I recently had the amazing opportunity to sit on a panel with four distinguished professionals to discuss intersectionality at the National Underground Railroad Freedom Center. I am very blessed to be able to travel throughout the country to share my thoughts and experiences on a variety of topics (race & social justice, ministry, LGBTQ issues, liberation theology, and the like). Whenever I am invited to speak or preach I am surprised and humbled that anyone cares to hear what I have to say, AND that they are willing to pay me to say LOL. Today as I drove up to the Freedom Center to attend the reception before the discussion, I saw my photo, along with the photos of the other panelists, glowing on a large sign on the sign of the building. Seeing my mug illuminating the the front of that beautiful national museum blew my mind. I just could not help but think about how far I have come in life.
This year the National Underground Railroad Freedom Center celebrates its 15th year in existence. I remember when it opened. I remember traveling the 100 miles from Louisville to Cincinnati with people from my church to visit the museum for the first time. Since then I've been there half a dozen times for receptions, fundraisers, presentations, and exhibits, and even one speaking opportunity. After all of my visits to the Freedom Center seeing my big 'O head brilliantly depicted in lights across the front entrance of the building I couldn't help but stare.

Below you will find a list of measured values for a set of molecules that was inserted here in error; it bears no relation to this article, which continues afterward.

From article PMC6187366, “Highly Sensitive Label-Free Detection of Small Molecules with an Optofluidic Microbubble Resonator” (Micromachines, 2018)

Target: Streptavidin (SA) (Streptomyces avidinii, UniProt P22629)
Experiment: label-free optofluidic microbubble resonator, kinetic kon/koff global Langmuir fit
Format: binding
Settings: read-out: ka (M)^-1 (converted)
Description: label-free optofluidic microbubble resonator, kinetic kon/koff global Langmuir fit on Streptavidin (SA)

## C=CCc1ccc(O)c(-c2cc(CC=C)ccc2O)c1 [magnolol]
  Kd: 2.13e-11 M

I am just amazed at how God continues to use me. When I was a child I was painfully shy- I rarely even talked to people in my own family. I was nervous and often had no idea what to say when people chatted with me. Eventually through my upbringing at Young's Chapel AME Church of Louisville, KY (now defunct) I developed my public speaking skills and helped me to discover and strengthen my heart and mind for history. race, and social justice. While in undergrad I accepted my "calling" to preach and for the last sixteen years I have preached/delivered countless sermons/presentations. The first church that I served as pastor was 286 miles away from my house, had a salary of $80 week, only met once each month, and only had two members. Since then I have preached five night revivals to congregations of less than 15 people and earned less than $100 for the five nights of preaching. A few years after I started preaching I was traveling to deliver a sermon just a few hours away and my car died halfway there so I was half an hour late and had to ride back in a tow truck. Once I recall heading three hours down the highway to talk to a conference of young people and the transmission went out in my car on the scariest stretch of highway with almost no space between the cars zooming by and the guardrail keeping me from plunging into peril. To go from such humble and struggling beginnings to speaking to thousands at any given time in any given city on college campuses or hotel ballrooms across the country is just amazing. Lord knows I am not famous, or rich, or without struggle but I am grateful that God is using my life and my voice to educate, inform, and inspire positive change in world. Seeing my mug on the front of the National Underground Railroad Freedom Center not only humbled and blessed me, it also reminded me that I need to keep working, keep moving, keep working to create, influence, and encourage positive change in the world.